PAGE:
15th Sunday of Ordinary Time–Love Your Neighbor

OK, maybe you want to go to heaven, but you don’t want to go today…but you still want to go.  Well I have some good news and some bad news.  The good news is that Jesus tells us in today’s Gospel exactly what we have to do to get into heaven.  The bad news is that for some of us, it seems like an almost impossible challenge.  We have to love our neighbor.

I’m going to let you in on a little secret.  Like most people, I have two neighbors.  The guy on one side is super nice.  Before I got my snow blower, he used to clear my driveway with his.  He’s a good guy.  But the guy on the other side?  I can’t stand him.  He’s the neighbor nobody wants.  He doesn’t take care of his property, he makes a lot of noise, and he collects derelict cars.    If I have to love him to get into heaven, I may be out of luck.

No, Jesus’ command is very clear, but it’s not so easy to do.

But, let’s take a look at today’s parable a little more closely.  The scholarly young man asks Jesus what he has to do to gain eternal life.  Jesus tells him he must love the Lord God “and your neighbor as yourself.”

The scholar then asks Jesus “Who is my neighbor?”  Jesus tells him the story of the “Good Samaritan.” Notice, though, that Jesus never uses the term “good Samaritan.”  He calls him a “Samaritan traveler.”    This other poor traveler has been robbed, beaten, stripped of his clothing and left on the side of the road.  Since Jesus is telling the story to a fellow Jew, we assume that the traveler would be Jewish, too.  A priest and a Levite pass by and ignore the poor guy, but the Samaritan stops to help.

Here’s the thing.  Jews and Samaritans hated each other.  Think Jews and Palestinians in the twenty-first century.  The Jew’s own people pass him by, but the man whose people are sworn enemies of the Jews, stops and offers assistance.  He puts the man up in an inn, pays the innkeeper, and even promises to pay for any additional expenses on his way back.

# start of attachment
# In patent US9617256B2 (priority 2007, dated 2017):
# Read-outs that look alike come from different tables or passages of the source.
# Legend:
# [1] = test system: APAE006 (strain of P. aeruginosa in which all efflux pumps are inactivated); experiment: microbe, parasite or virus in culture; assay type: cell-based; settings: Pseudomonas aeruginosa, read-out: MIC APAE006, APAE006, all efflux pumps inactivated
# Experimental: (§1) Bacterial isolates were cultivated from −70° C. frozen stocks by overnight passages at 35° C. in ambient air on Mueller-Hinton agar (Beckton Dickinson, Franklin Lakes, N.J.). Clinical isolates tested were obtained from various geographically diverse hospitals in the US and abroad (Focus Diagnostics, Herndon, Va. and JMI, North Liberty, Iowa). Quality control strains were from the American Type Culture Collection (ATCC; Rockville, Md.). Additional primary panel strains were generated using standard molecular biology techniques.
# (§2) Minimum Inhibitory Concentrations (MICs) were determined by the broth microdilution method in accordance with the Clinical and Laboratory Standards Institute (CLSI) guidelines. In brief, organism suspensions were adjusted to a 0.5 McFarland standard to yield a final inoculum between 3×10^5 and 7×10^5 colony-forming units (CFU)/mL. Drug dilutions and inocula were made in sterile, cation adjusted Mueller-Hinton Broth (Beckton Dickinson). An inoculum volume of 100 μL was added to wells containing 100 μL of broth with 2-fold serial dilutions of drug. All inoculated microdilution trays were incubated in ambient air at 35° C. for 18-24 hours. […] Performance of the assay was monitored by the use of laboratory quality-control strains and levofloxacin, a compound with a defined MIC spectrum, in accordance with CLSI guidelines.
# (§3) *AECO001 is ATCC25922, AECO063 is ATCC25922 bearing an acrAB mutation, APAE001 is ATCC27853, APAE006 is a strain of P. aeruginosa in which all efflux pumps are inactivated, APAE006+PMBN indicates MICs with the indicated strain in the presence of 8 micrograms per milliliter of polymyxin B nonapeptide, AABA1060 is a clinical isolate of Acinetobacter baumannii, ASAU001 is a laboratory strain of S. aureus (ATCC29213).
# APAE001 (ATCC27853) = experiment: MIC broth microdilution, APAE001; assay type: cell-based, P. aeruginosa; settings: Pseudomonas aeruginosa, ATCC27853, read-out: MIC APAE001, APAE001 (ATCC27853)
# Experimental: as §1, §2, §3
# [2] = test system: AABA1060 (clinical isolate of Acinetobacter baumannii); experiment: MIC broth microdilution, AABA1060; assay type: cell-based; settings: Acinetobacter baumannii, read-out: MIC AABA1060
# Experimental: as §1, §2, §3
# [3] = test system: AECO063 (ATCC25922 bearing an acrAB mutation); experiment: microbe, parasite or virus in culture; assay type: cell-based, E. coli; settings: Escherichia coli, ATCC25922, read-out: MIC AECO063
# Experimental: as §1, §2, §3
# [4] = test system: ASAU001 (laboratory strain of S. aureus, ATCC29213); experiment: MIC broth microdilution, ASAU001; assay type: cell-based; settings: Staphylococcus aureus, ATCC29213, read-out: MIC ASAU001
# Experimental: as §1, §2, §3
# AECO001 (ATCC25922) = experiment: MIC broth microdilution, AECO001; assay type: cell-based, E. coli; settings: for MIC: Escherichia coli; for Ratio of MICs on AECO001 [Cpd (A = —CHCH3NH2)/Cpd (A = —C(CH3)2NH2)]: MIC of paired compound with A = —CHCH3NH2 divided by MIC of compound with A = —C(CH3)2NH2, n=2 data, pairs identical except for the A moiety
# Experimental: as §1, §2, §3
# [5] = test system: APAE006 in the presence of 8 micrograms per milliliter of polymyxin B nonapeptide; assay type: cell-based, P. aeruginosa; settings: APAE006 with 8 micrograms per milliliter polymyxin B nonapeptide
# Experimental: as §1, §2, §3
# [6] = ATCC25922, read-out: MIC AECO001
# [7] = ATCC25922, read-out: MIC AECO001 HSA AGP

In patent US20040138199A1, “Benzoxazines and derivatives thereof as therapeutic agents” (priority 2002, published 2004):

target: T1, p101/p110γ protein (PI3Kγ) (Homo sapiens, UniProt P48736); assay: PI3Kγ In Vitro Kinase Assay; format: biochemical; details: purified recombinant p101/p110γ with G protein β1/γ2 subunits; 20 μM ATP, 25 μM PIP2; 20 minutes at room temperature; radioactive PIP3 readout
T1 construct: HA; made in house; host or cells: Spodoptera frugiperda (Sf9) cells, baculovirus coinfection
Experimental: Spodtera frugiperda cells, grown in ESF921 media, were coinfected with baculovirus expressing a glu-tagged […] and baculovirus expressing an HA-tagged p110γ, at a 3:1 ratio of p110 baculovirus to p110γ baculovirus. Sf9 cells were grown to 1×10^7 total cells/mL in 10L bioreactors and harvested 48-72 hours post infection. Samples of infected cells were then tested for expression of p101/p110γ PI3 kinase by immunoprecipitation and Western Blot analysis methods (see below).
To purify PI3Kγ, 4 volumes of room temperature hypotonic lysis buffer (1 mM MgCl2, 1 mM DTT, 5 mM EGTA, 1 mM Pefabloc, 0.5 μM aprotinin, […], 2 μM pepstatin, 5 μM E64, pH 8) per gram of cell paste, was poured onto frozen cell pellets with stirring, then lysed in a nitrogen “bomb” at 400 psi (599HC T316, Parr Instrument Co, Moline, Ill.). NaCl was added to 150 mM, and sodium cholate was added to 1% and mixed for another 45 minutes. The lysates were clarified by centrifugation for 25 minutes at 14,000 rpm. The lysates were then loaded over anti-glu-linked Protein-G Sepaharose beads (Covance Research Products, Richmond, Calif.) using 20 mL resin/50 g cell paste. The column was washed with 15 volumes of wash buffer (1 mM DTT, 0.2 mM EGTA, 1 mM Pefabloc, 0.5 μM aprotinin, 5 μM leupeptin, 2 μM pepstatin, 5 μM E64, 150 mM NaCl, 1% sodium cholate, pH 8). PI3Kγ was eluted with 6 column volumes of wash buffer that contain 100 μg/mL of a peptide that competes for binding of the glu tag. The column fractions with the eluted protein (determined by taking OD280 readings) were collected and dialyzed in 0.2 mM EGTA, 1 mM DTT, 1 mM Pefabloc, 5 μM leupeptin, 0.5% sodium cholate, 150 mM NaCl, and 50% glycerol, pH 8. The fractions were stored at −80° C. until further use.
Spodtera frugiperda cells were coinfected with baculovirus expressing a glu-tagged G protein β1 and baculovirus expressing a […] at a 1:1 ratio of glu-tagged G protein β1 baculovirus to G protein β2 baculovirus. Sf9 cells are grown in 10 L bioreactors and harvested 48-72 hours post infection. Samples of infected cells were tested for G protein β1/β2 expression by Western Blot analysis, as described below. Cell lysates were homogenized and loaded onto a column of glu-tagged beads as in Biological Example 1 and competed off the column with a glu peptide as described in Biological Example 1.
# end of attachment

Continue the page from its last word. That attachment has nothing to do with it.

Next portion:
Jesus then asks the young man who is the traveler’s neighbor and he answers, “the Samaritan.”  “Good answer”, says Jesus.

We usually use the phrase “good Samaritan” to apply to anyone who stops to offer help to someone in trouble.  We even have what are called “good Samaritan laws” to protect people who offer help from being sued by the “helpee.”  But the way we use the term doesn’t really do justice to that original Samaritan in the Gospel.  He wasn’t just helping, he was helping someone he was supposed to hate.  He was even risking his reputation, maybe even bodily harm, if any of his Samaritan buddies found out what he’d done.

I think that’s the kind of love Jesus was talking about.  The Samaritan may not have liked the man who had been robbed.  In fact, he probably didn’t, even though he didn’t know him.  Chances are they never saw each other again.  But, by helping a stranger, the Samaritan displayed his love for his fellow human being.  He didn’t have to stop.  Even the Jewish priest didn’t stop.  But stop he did.  He helped the stranger and even though we don’t know his name, twenty centuries later we still tell his story.

So, does loving my neighbor mean I have to like the guy who lives next door?  No, I don’t think so.  Clearly there were people, like the money changers in the temple, that Jesus didn’t like.  He probably wasn’t too crazy about his fellow Jews who yelled “Crucify him!  Crucify Him!” on Good Friday..  But, in His agony He asked His Father to forgive them.